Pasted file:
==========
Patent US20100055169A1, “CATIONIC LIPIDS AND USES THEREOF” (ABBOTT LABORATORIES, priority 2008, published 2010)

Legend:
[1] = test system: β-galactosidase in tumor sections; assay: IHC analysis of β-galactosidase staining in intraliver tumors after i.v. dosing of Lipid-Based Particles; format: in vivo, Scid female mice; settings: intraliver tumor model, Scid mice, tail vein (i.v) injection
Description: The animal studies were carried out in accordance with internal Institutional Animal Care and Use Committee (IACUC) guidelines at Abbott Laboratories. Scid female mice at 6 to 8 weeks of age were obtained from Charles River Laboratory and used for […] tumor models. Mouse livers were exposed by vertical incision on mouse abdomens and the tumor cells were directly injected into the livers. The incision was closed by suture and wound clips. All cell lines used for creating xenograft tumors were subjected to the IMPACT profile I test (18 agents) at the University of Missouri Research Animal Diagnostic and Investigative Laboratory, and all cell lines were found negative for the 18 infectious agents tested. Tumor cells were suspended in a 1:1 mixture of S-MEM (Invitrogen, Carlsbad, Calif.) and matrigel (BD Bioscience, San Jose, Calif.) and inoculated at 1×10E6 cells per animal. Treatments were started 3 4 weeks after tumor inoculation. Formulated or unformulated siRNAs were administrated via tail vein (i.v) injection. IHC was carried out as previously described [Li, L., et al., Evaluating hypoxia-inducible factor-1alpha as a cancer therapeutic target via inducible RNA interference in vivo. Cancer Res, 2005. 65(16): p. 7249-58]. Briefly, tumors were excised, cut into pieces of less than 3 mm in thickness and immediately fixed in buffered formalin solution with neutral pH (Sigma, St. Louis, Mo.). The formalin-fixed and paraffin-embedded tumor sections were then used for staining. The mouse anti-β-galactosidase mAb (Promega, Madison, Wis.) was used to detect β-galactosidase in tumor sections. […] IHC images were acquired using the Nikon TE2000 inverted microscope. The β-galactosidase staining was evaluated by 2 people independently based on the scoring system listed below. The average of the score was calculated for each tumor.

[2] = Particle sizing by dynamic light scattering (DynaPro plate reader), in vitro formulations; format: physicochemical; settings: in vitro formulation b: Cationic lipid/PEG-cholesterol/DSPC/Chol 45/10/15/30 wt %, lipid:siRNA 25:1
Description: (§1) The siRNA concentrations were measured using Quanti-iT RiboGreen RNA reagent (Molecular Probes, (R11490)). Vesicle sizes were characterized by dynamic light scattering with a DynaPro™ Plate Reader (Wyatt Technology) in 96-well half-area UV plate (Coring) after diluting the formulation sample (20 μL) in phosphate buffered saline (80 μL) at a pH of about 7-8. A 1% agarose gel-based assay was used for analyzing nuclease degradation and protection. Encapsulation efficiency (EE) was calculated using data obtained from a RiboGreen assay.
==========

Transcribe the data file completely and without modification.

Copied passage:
Patent US20100055169A1, “CATIONIC LIPIDS AND USES THEREOF” (ABBOTT LABORATORIES, priority 2008, published 2010)

Legend:
[1] = test system: β-galactosidase in tumor sections; assay: IHC analysis of β-galactosidase staining in intraliver tumors after i.v. dosing of Lipid-Based Particles; format: in vivo, Scid female mice; settings: intraliver tumor model, Scid mice, tail vein (i.v) injection
Description: The animal studies were carried out in accordance with internal Institutional Animal Care and Use Committee (IACUC) guidelines at Abbott Laboratories. Scid female mice at 6 to 8 weeks of age were obtained from Charles River Laboratory and used for […] tumor models. Mouse livers were exposed by vertical incision on mouse abdomens and the tumor cells were directly injected into the livers. The incision was closed by suture and wound clips. All cell lines used for creating xenograft tumors were subjected to the IMPACT profile I test (18 agents) at the University of Missouri Research Animal Diagnostic and Investigative Laboratory, and all cell lines were found negative for the 18 infectious agents tested. Tumor cells were suspended in a 1:1 mixture of S-MEM (Invitrogen, Carlsbad, Calif.) and matrigel (BD Bioscience, San Jose, Calif.) and inoculated at 1×10E6 cells per animal. Treatments were started 3 4 weeks after tumor inoculation. Formulated or unformulated siRNAs were administrated via tail vein (i.v) injection. IHC was carried out as previously described [Li, L., et al., Evaluating hypoxia-inducible factor-1alpha as a cancer therapeutic target via inducible RNA interference in vivo. Cancer Res, 2005. 65(16): p. 7249-58]. Briefly, tumors were excised, cut into pieces of less than 3 mm in thickness and immediately fixed in buffered formalin solution with neutral pH (Sigma, St. Louis, Mo.). The formalin-fixed and paraffin-embedded tumor sections were then used for staining. The mouse anti-β-galactosidase mAb (Promega, Madison, Wis.) was used to detect β-galactosidase in tumor sections. […] IHC images were acquired using the Nikon TE2000 inverted microscope. The β-galactosidase staining was evaluated by 2 people independently based on the scoring system listed below. The average of the score was calculated for each tumor.

[2] = Particle sizing by dynamic light scattering (DynaPro plate reader), in vitro formulations; format: physicochemical; settings: in vitro formulation b: Cationic lipid/PEG-cholesterol/DSPC/Chol 45/10/15/30 wt %, lipid:siRNA 25:1
Description: (§1) The siRNA concentrations were measured using Quanti-iT RiboGreen RNA reagent (Molecular Probes, (R11490)). Vesicle sizes were characterized by dynamic light scattering with a DynaPro™ Plate Reader (Wyatt Technology) in 96-well half-area UV plate (Coring) after diluting the formulation sample (20 μL) in phosphate buffered saline (80 μL) at a pH of about 7-8. A 1% agarose gel-based assay was used for analyzing nuclease degradation and protection. Encapsulation efficiency (EE) was calculated using data obtained from a RiboGreen assay.